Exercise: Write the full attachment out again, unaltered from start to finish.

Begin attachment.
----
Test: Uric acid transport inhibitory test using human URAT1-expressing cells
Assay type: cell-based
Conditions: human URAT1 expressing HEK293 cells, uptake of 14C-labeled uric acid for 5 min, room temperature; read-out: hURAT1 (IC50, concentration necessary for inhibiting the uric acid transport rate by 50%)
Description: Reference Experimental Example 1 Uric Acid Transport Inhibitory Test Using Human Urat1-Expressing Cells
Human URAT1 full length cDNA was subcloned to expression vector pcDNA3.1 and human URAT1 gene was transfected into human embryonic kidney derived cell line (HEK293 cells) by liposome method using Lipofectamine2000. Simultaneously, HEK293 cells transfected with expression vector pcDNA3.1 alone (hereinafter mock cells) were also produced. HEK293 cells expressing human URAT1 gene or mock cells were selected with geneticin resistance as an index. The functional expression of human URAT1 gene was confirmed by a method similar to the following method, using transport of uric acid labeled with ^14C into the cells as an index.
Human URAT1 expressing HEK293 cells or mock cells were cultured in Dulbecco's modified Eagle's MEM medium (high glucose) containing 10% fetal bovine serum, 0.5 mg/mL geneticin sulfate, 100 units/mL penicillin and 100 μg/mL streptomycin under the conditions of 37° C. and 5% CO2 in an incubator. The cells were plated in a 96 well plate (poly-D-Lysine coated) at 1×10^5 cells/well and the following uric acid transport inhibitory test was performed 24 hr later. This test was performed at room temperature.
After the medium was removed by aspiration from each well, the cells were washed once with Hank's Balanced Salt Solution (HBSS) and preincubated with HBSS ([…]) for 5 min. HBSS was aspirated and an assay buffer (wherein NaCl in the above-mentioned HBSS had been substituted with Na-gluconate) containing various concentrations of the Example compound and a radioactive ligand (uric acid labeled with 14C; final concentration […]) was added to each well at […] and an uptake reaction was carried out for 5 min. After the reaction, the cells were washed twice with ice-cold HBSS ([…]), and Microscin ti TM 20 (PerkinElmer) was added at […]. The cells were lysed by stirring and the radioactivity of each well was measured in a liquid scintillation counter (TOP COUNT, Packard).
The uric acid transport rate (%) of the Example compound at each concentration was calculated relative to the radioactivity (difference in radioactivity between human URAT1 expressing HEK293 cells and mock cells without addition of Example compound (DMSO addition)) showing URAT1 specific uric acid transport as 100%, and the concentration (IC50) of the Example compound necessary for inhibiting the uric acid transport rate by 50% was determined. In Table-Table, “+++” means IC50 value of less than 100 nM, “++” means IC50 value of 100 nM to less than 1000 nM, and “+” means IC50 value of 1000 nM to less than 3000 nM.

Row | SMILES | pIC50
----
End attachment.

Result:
Test: Uric acid transport inhibitory test using human URAT1-expressing cells
Assay type: cell-based
Conditions: human URAT1 expressing HEK293 cells, uptake of 14C-labeled uric acid for 5 min, room temperature; read-out: hURAT1 (IC50, concentration necessary for inhibiting the uric acid transport rate by 50%)
Description: Reference Experimental Example 1 Uric Acid Transport Inhibitory Test Using Human Urat1-Expressing Cells
Human URAT1 full length cDNA was subcloned to expression vector pcDNA3.1 and human URAT1 gene was transfected into human embryonic kidney derived cell line (HEK293 cells) by liposome method using Lipofectamine2000. Simultaneously, HEK293 cells transfected with expression vector pcDNA3.1 alone (hereinafter mock cells) were also produced. HEK293 cells expressing human URAT1 gene or mock cells were selected with geneticin resistance as an index. The functional expression of human URAT1 gene was confirmed by a method similar to the following method, using transport of uric acid labeled with ^14C into the cells as an index.
Human URAT1 expressing HEK293 cells or mock cells were cultured in Dulbecco's modified Eagle's MEM medium (high glucose) containing 10% fetal bovine serum, 0.5 mg/mL geneticin sulfate, 100 units/mL penicillin and 100 μg/mL streptomycin under the conditions of 37° C. and 5% CO2 in an incubator. The cells were plated in a 96 well plate (poly-D-Lysine coated) at 1×10^5 cells/well and the following uric acid transport inhibitory test was performed 24 hr later. This test was performed at room temperature.
After the medium was removed by aspiration from each well, the cells were washed once with Hank's Balanced Salt Solution (HBSS) and preincubated with HBSS ([…]) for 5 min. HBSS was aspirated and an assay buffer (wherein NaCl in the above-mentioned HBSS had been substituted with Na-gluconate) containing various concentrations of the Example compound and a radioactive ligand (uric acid labeled with 14C; final concentration […]) was added to each well at […] and an uptake reaction was carried out for 5 min. After the reaction, the cells were washed twice with ice-cold HBSS ([…]), and Microscin ti TM 20 (PerkinElmer) was added at […]. The cells were lysed by stirring and the radioactivity of each well was measured in a liquid scintillation counter (TOP COUNT, Packard).
The uric acid transport rate (%) of the Example compound at each concentration was calculated relative to the radioactivity (difference in radioactivity between human URAT1 expressing HEK293 cells and mock cells without addition of Example compound (DMSO addition)) showing URAT1 specific uric acid transport as 100%, and the concentration (IC50) of the Example compound necessary for inhibiting the uric acid transport rate by 50% was determined. In Table-Table, “+++” means IC50 value of less than 100 nM, “++” means IC50 value of 100 nM to less than 1000 nM, and “+” means IC50 value of 1000 nM to less than 3000 nM.

Row | SMILES | pIC50